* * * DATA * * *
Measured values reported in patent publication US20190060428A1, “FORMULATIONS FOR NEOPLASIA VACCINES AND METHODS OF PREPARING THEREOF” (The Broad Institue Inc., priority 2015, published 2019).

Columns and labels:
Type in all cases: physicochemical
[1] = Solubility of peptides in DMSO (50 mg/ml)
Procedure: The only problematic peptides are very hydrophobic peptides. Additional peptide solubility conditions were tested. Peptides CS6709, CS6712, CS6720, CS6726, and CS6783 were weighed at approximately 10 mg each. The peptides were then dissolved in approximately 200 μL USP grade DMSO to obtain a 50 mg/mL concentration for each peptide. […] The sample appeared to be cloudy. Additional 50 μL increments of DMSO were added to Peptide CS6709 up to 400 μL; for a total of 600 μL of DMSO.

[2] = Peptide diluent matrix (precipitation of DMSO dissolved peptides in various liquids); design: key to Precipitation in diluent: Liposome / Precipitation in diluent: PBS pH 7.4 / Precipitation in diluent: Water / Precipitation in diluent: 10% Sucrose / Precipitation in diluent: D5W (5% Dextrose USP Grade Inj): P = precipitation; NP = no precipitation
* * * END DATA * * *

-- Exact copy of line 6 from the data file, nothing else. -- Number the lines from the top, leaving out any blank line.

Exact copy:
[2] = Peptide diluent matrix (precipitation of DMSO dissolved peptides in various liquids); design: key to Precipitation in diluent: Liposome / Precipitation in diluent: PBS pH 7.4 / Precipitation in diluent: Water / Precipitation in diluent: 10% Sucrose / Precipitation in diluent: D5W (5% Dextrose USP Grade Inj): P = precipitation; NP = no precipitation